…and then they went straight for the whole enchilada:

Giorgianni and Tony Mack eventually agreed that the land would be sold for $100,000 and that they would keep the remaining $100,000, according to prosecutors.

Wonderful feeling, wonderful day, yes sir!

Previous entries in our Who’s Cheating America? series:

Who’s Cheating America: Lovers of Literature!

Okay, okay. Government procurement officials have been corrupt since the beginning of time. It happens everywhere; America is no exception. Stories like this one

A Utah federal judge sentenced a former U.S. Department of Defense procurement official involved in an alleged bribery and fraud scheme with foreign military aircraft purchases to 24 months in prison, the Department of Justice said Wednesday.

…hardly raise eyebrows. $185,000 to tip off government contractors and to give them favorable treatment? Ho-hum.

But details like THIS one certainly fire the synapses:

Mendez and Sylvester Zugrav allegedly used code names, covert email addresses and password-protected computer documents to conceal the scheme. In the secret communications, Mendez was called “Chuco” and Sylvester Zugrav used the name “Jugo,” while cash was referred to as “literature,” according to the DOJ.

Oh boy! I love this idea. Maybe something like this?

“Dear Chuco, the lowest bid on the P-8A Poseidon maritime patrol aircraft is $180 million dollars. As you may recall, I am a great lover of literature. Please send me ALL of my literature via FedEx as soon as you can. Love, Jugo.”

What would the response be?

“Dear Jugo, Thank you for the information. We have submitted our bid at $170 million. Could you please place our contract on the top of the pile? By the way, we recall how much you LOVE literature. We have sent via FedEx one hundred and eighty-five thousand pieces of literature. The literature is unmarked and in small, easy-to-read denominations.”

The two will now have 15 to 24 months in the “library” to think about their crime.

Previous entries in our Who’s Cheating America? series:

Who’s Saving America? The Promise of the B-Corp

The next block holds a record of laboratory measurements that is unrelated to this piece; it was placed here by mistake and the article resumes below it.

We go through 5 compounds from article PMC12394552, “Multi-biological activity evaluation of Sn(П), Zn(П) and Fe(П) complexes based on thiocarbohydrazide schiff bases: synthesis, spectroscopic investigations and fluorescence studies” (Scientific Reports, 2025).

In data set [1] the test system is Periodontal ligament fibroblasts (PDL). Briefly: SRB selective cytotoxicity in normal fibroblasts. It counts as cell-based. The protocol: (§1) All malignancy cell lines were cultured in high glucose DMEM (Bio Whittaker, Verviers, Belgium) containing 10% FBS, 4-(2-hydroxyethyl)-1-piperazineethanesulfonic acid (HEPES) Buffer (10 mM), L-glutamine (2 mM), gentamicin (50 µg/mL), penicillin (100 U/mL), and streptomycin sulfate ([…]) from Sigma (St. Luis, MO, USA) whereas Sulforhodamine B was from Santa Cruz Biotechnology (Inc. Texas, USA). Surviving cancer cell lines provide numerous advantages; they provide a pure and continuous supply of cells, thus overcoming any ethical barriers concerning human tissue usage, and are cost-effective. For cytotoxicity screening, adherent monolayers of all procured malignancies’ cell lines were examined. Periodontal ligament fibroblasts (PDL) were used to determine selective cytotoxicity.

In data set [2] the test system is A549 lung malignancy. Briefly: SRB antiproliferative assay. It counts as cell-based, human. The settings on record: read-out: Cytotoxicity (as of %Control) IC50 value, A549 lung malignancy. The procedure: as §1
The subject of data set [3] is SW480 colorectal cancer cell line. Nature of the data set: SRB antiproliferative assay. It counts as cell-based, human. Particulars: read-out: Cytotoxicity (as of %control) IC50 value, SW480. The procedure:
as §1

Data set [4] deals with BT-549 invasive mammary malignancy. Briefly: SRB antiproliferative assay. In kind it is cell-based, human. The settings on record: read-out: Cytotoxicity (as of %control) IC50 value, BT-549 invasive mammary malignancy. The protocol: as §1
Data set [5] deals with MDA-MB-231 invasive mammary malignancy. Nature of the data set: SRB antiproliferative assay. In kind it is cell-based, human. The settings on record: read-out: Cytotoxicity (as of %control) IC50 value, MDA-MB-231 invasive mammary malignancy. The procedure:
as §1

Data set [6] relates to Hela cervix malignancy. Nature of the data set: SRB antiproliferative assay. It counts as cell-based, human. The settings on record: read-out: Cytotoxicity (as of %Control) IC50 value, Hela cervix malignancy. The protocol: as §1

We’ve had enough of cheaters for a while. Today let’s look at someone (or something) with the potential for saving America, or at least one corner of it.

Ladies and Gentlemen, the B Corporation!

What’s a B Corporation (or “B Corp”), you ask? It’s a new type of business that aims to benefit the community and turn a profit. These entities have a much broader mission than traditional companies and as such are rebooting the idea of business success. But they’re only one aspect of what I consider to be a trend among intrepid millennials – a new economic movement I’ll call Indie Capitalism.

The quote comes from an article by Kathleen Sharp, who (probably at her editors’ request) frames this in terms of Baby Boomers vs. Millennials, a sideshow that she herself winds up contradicting. Put that aside. This is a story worth reading!

While some may argue that B Corporations run counter to the free market system, I don’t see it that way. Rather, they look to me like an attempt to fill a hole. Most corporations are required by law to maximize profits. If you, as the head of the corporation, want the freedom to pursue other goals as well (such as doing good for the community or helping the environment), you are out of luck.

Well, that’s not exactly true. You can own the business yourself and do whatever you want. But if you want access to capital, you will probably need to buy into the profit-maximization plan.(Let’s leave not-for-profits for another day.)

That’s all fine. Investing stockholders, for the most part, like the system of maximizing profits. The last thing you’d want is to invest in some company that fritters away money on some pet cause. But what if investors also want to help the environment or do good for the community? Can’t they invest in responsible companies with a well-defined broader mission? Probably not, at least in the traditional model. The law doesn’t really allow companies that freedom.

Enter the B Corporation. A legal entity, available in some states, that embraces the concept of broader-mission corporations—and in so doing increases the freedom of corporations and investors who want to see their time and money spent in advancing these goals.

Here we go, America! Long live the B Corporation! Let’s start saving America from the cheaters!

And…onward and upward!